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Topic: Battle of Morval

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In the News (Wed 24 Apr 19)

  Encyclopedia: Battle-of-the-Somme-(1916)   (Site not responding. Last check: 2007-11-04)
The Battle of Guillemont was a British assault on the German-held village of Guillemont during the 1916 Battle of the Somme.
The Battle of the Ancre Heights was a prolonged battle of attrition in October 1916 during the Battle of the Somme.
In one significant respect, the Battle of the Somme was a major strategic success for the British as on 12 July, in response to the Somme fighting and the situation in the east, Falkenhayn called off the German offensive at Verdun.
www.nationmaster.com /encyclopedia/Battle_of_the_Somme_%281916%29   (11692 words)

 Battle of the Somme (1916) - Wikipedia, the free encyclopedia
The attack, known as the battle of Bazentin Ridge, was aimed at capturing the German second defensive position which ran along the crest of the ridge from Pozières, on the Albert–Bapaume road, southeast towards the villages of Guillemont and Ginchy.
The Battle of the Somme damaged the German Army beyond repair, after which it was never able to adequately replace its casualties with the same calibre of soldier that doggedly held its ground during most of the battle.
The British daily loss rate during the Battle of the Somme was 2,943 men, which exceeded the loss rate during the Third Battle of Ypres but was not as severe as the two months of the battle of Arras (4,076 per day) or the final Hundred Days offensive in 1918 (3,645 per day).
en.wikipedia.org /wiki/Battle_of_the_Somme_(1916)   (5756 words)

 Battle of Flers-Courcelette - Wikipedia, the free encyclopedia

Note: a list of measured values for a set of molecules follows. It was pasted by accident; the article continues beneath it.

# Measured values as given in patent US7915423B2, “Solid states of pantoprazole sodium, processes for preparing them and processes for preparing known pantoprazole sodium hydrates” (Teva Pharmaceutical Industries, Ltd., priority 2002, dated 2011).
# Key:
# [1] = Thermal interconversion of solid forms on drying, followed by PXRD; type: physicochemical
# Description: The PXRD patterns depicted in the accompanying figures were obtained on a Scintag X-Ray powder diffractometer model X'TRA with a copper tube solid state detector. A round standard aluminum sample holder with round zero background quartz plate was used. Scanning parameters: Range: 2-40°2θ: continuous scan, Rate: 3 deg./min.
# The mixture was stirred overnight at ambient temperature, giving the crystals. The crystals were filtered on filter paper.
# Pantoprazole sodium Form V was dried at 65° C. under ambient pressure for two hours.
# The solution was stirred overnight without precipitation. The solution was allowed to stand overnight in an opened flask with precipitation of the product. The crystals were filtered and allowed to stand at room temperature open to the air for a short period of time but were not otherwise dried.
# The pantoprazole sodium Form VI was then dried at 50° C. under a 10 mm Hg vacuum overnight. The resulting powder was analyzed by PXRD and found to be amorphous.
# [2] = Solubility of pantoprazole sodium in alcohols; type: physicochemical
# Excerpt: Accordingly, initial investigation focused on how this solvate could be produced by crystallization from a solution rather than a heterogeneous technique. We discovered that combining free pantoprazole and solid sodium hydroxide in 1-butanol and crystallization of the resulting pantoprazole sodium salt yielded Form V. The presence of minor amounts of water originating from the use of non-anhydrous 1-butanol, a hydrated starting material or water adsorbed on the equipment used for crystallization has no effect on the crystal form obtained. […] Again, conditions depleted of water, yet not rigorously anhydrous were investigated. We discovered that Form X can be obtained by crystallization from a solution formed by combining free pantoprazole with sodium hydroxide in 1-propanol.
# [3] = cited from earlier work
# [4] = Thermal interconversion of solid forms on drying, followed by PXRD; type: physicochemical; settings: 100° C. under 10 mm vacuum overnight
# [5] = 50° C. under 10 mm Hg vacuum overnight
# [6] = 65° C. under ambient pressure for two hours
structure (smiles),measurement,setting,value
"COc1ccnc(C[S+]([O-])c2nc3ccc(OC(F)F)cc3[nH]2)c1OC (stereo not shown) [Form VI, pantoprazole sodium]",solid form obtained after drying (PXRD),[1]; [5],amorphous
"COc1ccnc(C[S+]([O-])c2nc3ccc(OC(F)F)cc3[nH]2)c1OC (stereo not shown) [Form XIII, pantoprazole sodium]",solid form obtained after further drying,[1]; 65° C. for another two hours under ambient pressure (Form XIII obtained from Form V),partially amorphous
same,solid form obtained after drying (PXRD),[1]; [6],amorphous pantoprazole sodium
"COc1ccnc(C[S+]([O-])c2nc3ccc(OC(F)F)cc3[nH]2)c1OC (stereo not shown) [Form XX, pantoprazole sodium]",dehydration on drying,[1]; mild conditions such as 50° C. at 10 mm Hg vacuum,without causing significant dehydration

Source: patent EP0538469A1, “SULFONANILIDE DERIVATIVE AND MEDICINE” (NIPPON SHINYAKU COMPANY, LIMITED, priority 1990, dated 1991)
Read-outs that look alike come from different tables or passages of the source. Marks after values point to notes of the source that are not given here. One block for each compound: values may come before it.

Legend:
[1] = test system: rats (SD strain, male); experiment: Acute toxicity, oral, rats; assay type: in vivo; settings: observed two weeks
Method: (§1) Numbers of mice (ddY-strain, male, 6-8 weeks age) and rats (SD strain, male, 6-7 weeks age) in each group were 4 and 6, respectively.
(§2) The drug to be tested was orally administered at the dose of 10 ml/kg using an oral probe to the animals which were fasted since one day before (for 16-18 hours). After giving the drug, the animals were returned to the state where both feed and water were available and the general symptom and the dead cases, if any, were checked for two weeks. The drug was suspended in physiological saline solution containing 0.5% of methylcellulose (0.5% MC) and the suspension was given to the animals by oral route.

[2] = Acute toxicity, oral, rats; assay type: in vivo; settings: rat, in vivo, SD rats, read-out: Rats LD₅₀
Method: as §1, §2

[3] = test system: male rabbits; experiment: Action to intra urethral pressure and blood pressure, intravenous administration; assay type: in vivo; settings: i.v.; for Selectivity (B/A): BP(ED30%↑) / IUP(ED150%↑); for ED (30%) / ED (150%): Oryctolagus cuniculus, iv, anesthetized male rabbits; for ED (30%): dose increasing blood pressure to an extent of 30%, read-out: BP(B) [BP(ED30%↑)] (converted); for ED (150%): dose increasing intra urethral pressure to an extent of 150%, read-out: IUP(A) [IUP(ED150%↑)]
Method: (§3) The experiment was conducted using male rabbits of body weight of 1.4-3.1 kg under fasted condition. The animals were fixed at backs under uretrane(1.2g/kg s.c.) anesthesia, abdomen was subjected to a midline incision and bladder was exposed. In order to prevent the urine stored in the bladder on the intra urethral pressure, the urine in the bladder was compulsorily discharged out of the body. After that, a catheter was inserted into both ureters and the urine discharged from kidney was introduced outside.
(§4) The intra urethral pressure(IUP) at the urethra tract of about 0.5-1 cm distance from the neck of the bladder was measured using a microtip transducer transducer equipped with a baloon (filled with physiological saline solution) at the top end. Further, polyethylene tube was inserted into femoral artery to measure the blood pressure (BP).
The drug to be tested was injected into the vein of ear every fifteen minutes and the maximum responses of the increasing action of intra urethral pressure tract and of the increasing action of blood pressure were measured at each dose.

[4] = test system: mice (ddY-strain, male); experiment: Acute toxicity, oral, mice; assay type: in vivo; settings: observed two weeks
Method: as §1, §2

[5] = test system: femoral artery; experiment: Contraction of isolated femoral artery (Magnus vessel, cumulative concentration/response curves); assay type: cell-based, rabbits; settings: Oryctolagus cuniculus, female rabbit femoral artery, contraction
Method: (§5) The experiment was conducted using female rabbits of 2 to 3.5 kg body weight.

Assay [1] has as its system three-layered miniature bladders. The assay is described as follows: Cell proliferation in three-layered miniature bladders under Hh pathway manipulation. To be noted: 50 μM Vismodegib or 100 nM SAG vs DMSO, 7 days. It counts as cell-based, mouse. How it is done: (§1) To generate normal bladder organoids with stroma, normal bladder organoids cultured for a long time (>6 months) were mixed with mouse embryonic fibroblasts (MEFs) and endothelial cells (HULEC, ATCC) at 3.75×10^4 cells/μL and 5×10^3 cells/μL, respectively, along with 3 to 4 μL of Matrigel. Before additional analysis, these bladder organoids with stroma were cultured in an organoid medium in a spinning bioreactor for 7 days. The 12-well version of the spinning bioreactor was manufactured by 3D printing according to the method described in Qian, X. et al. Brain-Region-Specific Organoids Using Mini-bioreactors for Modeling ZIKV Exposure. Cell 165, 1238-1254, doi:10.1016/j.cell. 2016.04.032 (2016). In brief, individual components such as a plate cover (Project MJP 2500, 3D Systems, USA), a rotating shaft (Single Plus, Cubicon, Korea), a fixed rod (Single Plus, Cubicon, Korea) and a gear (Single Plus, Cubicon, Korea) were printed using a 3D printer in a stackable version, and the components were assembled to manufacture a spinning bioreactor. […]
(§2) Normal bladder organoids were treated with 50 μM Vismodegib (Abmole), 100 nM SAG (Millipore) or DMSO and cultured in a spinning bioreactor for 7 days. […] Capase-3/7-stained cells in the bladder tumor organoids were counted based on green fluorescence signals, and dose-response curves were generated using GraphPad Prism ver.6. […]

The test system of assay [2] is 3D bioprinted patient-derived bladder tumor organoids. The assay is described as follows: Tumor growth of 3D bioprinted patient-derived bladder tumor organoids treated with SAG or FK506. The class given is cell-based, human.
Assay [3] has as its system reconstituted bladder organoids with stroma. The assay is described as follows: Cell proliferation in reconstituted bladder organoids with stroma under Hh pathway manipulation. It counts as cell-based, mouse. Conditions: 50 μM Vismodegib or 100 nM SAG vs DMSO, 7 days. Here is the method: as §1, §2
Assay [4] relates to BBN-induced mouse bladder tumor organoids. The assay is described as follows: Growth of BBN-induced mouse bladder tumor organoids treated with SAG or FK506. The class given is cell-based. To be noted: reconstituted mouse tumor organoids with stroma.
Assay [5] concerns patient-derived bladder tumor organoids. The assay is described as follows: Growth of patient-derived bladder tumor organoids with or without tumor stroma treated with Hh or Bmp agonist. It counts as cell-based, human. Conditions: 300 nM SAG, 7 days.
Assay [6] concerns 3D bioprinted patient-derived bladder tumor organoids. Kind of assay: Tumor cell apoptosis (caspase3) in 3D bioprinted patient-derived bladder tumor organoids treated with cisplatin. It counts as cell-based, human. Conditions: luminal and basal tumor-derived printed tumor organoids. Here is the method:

The Battle of Flers-Courcelette, which began on 15 September 1916 and lasted for one week, was the third and last of the large-scale offensives mounted by the British Army during the Battle of the Somme.
The battle is significant for the first use of the tank in warfare and expectations were high that it would prove a decisive weapon.
Like the earlier offensives of 1 July (Battle of Albert) and 14 July (Battle of Bazentin Ridge), Haig had hoped to achieve a breakthrough of the German defences, enabling a return to mobile warfare.
en.wikipedia.org /wiki/Battle_of_Flers-Courcelette   (370 words)

 Battle of Morval -- Facts, Info, and Encyclopedia article   (Site not responding. Last check: 2007-11-04)
The Battle of Morval, which began on 25 September, 1916, was an attack by the (additional info and facts about British Fourth Army) British Fourth Army on the (A person of German nationality) German-held villages of Morval, Gueudecourt and Lesboeufs during the (Battle in World War I (1916)) Battle of the Somme.
These villages were originally objectives of the major British offensive of 15 September, the (additional info and facts about Battle of Flers-Courcelette) Battle of Flers-Courcelette.
The French Sixth Army, which had not been keeping pace with British progress in September, also attacked to try and bring the two armies into line.
www.absoluteastronomy.com /encyclopedia/b/ba/battle_of_morval.htm   (112 words)

One purpose of the battle was to draw German forces away from the battle_of_Verdun; however, by its end the losses on the Somme had exceeded those at Verdun.
The axis of the advance was centred on the Roman_road that ran from Albert in the west to Bapaume 12 miles (19 km) to the northeast.